U.S. Dairy To Trump: Don’t Forget Us
As the renegotiations of the North American Free Trade Agreement appear to be coming to an end without so much as a discussion in regards to U.S. access to Canadian dairy markets, dairy industry leaders and lawmakers alike are not happy.
According to Tom Vilsack, CEO of the U.S. Dairy Export Council and former U.S. Secretary of Agriculture, the Trump administration has been vocal about wanting to level the playing field between Canada and the U.S. on world powder markets.
“They want the Canadians to rectify [Class 7] and change it,” he told AgriTalk host Chip Flory on Thursday. “
In addition, dairy leaders want to ensure the Canadian market is more open in the past and in order for that to happen, these issues have to be included in the modernization of NAFTA, he said.
“Our concern is that these issues have not yet been broached been discussed within the negotiations and these negotiations appear to be coming to a head,” Vilsack explained. “So we're continuing to put pressure on the administration to continue to put pressure on the Canadians to change this in some way, shape or form.”
Vilsack said President Trump and Ambassador Lighthizer have both been clear in their intent to bring this issue to the Canadians, but as talks seem to be approaching the finish line, the industry is getting nervous.
“Our dairy farmers are facing dire economic conditions this year, and the Canadian pricing scheme and tariffs are curtailing much-needed markets for U.S. dairy products. NAFTA should not be concluded without securing provisions that curb Class 7 and any other trade-distorting pricing scheme to ensure that U.S. dairy products can compete fairly in Canada, as well as in other markets,” said Jim Mulhern, president and CEO of the National Milk Producers Federation. “It is time to for Canada to eliminate all dairy tariffs so we can have true free trade across North America for all commodities.”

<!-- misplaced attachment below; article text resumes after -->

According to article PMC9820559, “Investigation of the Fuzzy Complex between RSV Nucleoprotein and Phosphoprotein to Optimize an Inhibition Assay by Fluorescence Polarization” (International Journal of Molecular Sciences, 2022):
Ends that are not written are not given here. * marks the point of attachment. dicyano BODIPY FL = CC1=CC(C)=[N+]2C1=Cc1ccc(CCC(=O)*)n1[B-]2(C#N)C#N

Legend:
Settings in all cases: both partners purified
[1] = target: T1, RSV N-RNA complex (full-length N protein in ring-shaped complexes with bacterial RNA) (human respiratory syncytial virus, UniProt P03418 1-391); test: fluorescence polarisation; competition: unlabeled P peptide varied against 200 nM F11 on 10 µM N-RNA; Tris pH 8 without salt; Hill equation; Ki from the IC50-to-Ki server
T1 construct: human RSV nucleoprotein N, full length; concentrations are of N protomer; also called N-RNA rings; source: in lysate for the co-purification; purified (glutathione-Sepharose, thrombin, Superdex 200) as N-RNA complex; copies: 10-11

Recently a group of 68 bipartisan lawmakers sent a letter to Ambassador Lighthizer asking him to ensure NAFTA 2.0 isn’t completed without addressing dairy issues.
“We commend the efforts of these congressmen for tackling Canada’s ever-expanding list of restrictive trade policies, which have had a negative impact on our U.S. dairy industry and the U.S. economy overall,” said Michael Dykes, D.V.M., president and CEO of the International Dairy Foods Association. “Canada’s Class 7 milk pricing policy, implemented 14 months ago, artificially lowers milk ingredient prices and incentivizes the substitution of domestic Canadian dairy ingredients for imported ingredients. It also promotes the dumping of Canadian proteins onto world markets at below-market prices.”